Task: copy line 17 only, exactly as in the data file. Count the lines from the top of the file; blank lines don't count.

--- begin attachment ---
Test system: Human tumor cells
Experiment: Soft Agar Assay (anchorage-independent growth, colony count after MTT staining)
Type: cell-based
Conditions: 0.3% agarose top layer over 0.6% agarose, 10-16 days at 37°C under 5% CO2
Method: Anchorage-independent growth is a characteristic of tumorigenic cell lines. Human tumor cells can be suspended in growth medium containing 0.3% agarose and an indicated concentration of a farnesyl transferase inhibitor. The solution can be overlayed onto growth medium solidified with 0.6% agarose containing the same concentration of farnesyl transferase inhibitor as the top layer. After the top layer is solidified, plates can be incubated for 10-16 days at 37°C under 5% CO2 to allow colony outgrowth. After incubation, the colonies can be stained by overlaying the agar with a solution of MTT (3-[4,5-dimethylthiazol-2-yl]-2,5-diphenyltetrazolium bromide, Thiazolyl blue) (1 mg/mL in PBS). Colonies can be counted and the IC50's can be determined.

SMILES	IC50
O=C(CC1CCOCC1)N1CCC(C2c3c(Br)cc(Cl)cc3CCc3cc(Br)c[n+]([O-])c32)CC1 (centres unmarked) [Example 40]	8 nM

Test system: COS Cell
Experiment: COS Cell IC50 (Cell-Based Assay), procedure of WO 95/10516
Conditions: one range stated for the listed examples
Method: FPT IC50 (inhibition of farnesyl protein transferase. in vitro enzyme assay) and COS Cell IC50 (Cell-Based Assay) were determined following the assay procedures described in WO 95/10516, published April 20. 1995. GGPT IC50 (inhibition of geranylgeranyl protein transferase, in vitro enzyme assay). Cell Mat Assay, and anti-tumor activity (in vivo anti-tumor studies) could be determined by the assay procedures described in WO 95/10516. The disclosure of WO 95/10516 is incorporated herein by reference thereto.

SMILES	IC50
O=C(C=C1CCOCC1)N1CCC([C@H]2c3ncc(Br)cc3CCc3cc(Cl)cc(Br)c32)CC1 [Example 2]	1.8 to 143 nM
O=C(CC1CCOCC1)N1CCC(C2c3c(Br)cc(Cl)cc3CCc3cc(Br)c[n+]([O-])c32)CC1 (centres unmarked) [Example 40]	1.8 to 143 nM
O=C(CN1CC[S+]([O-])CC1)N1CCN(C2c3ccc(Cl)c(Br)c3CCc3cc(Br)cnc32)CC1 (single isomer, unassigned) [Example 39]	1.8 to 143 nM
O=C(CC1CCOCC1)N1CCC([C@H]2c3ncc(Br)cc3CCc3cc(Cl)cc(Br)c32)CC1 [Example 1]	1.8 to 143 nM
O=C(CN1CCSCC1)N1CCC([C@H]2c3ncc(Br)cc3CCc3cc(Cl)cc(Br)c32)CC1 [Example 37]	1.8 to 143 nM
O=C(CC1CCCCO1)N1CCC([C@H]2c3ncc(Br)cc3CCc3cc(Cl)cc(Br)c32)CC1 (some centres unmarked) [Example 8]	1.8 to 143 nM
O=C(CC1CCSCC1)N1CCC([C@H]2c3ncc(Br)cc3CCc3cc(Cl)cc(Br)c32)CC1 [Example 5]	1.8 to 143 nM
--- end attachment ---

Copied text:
O=C(CN1CCSCC1)N1CCC([C@H]2c3ncc(Br)cc3CCc3cc(Cl)cc(Br)c32)CC1 [Example 37]	1.8 to 143 nM